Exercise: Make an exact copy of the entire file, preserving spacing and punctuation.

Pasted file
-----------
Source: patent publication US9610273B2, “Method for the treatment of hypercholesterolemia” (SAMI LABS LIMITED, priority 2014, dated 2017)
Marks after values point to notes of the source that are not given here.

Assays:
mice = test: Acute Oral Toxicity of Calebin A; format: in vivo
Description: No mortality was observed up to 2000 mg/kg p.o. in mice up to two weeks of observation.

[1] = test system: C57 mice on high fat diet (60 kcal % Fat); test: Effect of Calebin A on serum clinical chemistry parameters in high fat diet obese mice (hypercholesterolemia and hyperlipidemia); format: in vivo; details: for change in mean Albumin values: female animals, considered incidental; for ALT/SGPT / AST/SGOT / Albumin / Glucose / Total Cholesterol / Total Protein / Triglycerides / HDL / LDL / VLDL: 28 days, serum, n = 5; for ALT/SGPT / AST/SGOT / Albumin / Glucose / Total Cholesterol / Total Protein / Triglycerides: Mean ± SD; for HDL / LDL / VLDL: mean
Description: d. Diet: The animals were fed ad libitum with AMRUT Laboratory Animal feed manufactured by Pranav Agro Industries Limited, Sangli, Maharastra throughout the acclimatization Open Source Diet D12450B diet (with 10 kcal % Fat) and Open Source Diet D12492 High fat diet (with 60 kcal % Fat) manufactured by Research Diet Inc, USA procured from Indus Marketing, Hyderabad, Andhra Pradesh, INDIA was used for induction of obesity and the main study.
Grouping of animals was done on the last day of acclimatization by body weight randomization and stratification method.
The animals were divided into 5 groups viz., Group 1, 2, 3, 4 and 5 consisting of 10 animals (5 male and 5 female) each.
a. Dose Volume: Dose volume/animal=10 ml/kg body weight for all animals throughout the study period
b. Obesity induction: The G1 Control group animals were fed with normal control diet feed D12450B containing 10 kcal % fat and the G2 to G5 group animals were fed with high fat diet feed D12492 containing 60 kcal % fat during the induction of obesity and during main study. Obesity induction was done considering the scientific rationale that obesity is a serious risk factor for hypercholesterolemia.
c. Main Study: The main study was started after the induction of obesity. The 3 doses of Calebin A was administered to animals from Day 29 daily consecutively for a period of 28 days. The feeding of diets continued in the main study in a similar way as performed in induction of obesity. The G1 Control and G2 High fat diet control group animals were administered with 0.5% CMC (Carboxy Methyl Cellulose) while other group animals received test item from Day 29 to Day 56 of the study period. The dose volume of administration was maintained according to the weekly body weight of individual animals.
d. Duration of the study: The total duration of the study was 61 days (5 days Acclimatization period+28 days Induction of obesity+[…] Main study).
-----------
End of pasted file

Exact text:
Source: patent publication US9610273B2, “Method for the treatment of hypercholesterolemia” (SAMI LABS LIMITED, priority 2014, dated 2017)
Marks after values point to notes of the source that are not given here.

Assays:
mice = test: Acute Oral Toxicity of Calebin A; format: in vivo
Description: No mortality was observed up to 2000 mg/kg p.o. in mice up to two weeks of observation.

[1] = test system: C57 mice on high fat diet (60 kcal % Fat); test: Effect of Calebin A on serum clinical chemistry parameters in high fat diet obese mice (hypercholesterolemia and hyperlipidemia); format: in vivo; details: for change in mean Albumin values: female animals, considered incidental; for ALT/SGPT / AST/SGOT / Albumin / Glucose / Total Cholesterol / Total Protein / Triglycerides / HDL / LDL / VLDL: 28 days, serum, n = 5; for ALT/SGPT / AST/SGOT / Albumin / Glucose / Total Cholesterol / Total Protein / Triglycerides: Mean ± SD; for HDL / LDL / VLDL: mean
Description: d. Diet: The animals were fed ad libitum with AMRUT Laboratory Animal feed manufactured by Pranav Agro Industries Limited, Sangli, Maharastra throughout the acclimatization Open Source Diet D12450B diet (with 10 kcal % Fat) and Open Source Diet D12492 High fat diet (with 60 kcal % Fat) manufactured by Research Diet Inc, USA procured from Indus Marketing, Hyderabad, Andhra Pradesh, INDIA was used for induction of obesity and the main study.
Grouping of animals was done on the last day of acclimatization by body weight randomization and stratification method.
The animals were divided into 5 groups viz., Group 1, 2, 3, 4 and 5 consisting of 10 animals (5 male and 5 female) each.
a. Dose Volume: Dose volume/animal=10 ml/kg body weight for all animals throughout the study period
b. Obesity induction: The G1 Control group animals were fed with normal control diet feed D12450B containing 10 kcal % fat and the G2 to G5 group animals were fed with high fat diet feed D12492 containing 60 kcal % fat during the induction of obesity and during main study. Obesity induction was done considering the scientific rationale that obesity is a serious risk factor for hypercholesterolemia.
c. Main Study: The main study was started after the induction of obesity. The 3 doses of Calebin A was administered to animals from Day 29 daily consecutively for a period of 28 days. The feeding of diets continued in the main study in a similar way as performed in induction of obesity. The G1 Control and G2 High fat diet control group animals were administered with 0.5% CMC (Carboxy Methyl Cellulose) while other group animals received test item from Day 29 to Day 56 of the study period. The dose volume of administration was maintained according to the weekly body weight of individual animals.
d. Duration of the study: The total duration of the study was 61 days (5 days Acclimatization period+28 days Induction of obesity+[…] Main study).